saved from this continual exodus, and people must be cajoled (or in some cases coerced) into staying buckled up to them.
But, why should they? Why should we insist that people who want to move out of the cities, shop elsewhere, live elsewhere, go to school elsewhere—why should we insist that they be indentured to the central cities? By whose authority is it determined that the free decision of Americans to change their place of residence and employment is a
crisis demanding the most drastic measures?
It is interesting to note in this connection that most complaining about the flight from the cities issues from the sector that also protests
congestion—both phenomena being treated, somewhat indifferently, as manifestations of the self-same
crisis. But, quite clearly, for the people who move their homes and businesses to the suburbs, this centrifugal movement is the answer to
congestion, and a very good answer it is. By pursuing this course, they obtain more space for living, bigger and better stores, more pleasant working conditions, room for plant expansion, and whatnot. And, there is nothing wrong, so far as I can see, with such an impulse or the ability to realize it through free decision.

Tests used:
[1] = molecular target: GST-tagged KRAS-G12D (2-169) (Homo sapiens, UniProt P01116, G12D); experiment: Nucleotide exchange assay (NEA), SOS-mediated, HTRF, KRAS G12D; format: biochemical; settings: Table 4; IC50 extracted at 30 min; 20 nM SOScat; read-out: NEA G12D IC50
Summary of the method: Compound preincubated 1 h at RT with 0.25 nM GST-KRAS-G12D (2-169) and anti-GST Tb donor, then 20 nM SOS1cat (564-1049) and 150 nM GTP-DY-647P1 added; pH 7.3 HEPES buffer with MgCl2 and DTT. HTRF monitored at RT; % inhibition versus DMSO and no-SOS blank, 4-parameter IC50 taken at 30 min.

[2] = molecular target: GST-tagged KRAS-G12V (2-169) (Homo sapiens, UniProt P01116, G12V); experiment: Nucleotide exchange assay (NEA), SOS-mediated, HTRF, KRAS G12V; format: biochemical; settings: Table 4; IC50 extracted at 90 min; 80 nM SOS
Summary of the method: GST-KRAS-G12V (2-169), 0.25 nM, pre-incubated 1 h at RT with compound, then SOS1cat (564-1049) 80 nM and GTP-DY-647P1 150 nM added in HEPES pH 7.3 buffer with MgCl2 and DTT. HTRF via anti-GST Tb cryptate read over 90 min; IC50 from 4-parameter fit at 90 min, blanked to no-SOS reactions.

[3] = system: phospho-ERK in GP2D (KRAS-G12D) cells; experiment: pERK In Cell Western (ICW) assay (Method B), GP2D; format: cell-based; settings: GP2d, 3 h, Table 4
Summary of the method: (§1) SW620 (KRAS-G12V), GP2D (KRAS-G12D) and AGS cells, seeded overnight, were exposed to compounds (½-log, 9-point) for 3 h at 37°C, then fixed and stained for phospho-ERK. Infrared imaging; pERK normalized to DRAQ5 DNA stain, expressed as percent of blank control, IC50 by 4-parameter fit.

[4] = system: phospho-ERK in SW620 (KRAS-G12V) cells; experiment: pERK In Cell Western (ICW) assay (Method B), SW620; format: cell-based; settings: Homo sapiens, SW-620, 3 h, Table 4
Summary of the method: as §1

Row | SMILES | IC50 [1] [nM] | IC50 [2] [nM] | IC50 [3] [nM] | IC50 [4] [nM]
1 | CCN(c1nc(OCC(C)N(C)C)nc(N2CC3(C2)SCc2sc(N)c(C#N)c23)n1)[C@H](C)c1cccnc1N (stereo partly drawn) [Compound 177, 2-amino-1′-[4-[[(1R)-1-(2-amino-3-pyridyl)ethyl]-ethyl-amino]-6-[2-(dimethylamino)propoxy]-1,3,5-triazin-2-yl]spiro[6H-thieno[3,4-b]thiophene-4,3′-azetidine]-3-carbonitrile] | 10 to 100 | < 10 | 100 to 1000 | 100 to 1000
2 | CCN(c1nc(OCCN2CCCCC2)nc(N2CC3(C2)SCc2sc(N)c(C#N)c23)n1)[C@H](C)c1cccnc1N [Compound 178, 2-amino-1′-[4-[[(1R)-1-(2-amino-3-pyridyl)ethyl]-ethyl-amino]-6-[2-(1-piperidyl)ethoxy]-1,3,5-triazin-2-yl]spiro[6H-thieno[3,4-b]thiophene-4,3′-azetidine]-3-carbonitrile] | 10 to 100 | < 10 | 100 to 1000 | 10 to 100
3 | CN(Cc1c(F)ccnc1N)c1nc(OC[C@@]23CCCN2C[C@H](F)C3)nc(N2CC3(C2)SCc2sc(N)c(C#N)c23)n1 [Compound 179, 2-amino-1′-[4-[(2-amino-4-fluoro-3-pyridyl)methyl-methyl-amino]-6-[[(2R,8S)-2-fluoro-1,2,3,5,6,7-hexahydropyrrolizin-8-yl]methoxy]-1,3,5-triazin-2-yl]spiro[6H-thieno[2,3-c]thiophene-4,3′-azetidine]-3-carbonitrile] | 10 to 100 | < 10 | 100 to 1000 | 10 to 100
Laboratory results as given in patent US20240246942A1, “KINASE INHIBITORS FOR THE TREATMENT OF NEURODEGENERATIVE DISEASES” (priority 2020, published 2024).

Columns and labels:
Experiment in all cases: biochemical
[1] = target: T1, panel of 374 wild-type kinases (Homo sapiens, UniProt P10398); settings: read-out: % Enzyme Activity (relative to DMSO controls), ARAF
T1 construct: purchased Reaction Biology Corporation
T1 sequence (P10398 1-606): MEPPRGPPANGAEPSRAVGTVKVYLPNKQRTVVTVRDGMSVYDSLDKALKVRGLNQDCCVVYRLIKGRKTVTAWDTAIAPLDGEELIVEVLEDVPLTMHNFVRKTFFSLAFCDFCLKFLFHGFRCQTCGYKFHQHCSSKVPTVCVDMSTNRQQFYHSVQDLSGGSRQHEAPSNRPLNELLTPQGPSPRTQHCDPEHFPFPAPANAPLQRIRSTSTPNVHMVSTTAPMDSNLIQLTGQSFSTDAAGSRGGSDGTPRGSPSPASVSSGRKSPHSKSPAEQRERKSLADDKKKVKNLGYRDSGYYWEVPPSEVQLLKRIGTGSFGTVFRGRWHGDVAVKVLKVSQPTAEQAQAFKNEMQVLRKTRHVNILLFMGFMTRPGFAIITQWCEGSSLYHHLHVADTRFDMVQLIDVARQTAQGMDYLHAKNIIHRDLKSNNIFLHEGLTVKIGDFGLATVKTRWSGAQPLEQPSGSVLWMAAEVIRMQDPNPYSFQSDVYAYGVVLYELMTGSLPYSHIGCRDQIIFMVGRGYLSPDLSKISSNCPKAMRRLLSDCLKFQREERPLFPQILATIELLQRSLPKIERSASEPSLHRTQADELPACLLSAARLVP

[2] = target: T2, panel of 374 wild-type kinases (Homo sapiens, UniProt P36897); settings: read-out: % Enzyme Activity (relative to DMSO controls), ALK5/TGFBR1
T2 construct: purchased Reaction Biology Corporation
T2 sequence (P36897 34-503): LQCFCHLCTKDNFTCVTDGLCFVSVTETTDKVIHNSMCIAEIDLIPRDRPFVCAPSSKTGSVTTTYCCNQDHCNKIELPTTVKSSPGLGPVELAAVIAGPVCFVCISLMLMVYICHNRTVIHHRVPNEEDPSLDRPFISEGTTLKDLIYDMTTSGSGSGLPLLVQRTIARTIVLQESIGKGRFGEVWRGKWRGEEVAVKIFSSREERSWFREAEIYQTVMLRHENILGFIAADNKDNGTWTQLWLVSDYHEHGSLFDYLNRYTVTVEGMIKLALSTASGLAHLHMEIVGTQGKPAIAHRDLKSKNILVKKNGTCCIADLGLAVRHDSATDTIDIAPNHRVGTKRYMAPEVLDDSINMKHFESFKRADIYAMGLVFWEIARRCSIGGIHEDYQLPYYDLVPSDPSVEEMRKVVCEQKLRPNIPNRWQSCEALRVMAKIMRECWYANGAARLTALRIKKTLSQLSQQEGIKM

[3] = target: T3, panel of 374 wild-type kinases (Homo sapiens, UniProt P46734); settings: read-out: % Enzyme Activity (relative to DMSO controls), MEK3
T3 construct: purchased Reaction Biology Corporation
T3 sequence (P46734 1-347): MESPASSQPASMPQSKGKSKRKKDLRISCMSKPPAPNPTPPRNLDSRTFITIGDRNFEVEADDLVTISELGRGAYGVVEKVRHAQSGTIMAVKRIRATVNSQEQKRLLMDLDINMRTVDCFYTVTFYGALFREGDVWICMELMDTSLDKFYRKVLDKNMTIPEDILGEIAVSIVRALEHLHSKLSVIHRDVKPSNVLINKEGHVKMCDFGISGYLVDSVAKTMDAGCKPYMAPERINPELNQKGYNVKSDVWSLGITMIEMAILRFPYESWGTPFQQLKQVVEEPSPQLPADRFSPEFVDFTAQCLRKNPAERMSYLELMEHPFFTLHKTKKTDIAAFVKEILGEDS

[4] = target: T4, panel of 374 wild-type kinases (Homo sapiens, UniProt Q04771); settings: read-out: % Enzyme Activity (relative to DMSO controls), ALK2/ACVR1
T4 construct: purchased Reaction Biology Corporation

On the economic plane, a proper functioning of our society demands mobility. The number of variables in our sophisticated and inter-related economy requires continual attunement to meet changing conditions, supply innumerable components, satisfy new wrinkles in demand. Such mobility is achieved by permitting people to move about freely, to reach private decisions according to their own information, to alter arrangements by voluntary decision—to engage, in sum, in a system of voluntary endeavor and voluntary exchange. Where such volitional activity is impeded, the system malfunctions and
problems silt up.
The constant effort to
do something about the departure of people from the central cities is a paradigm of this overriding mistake, which may be perceived in nearly every aspect of the so-called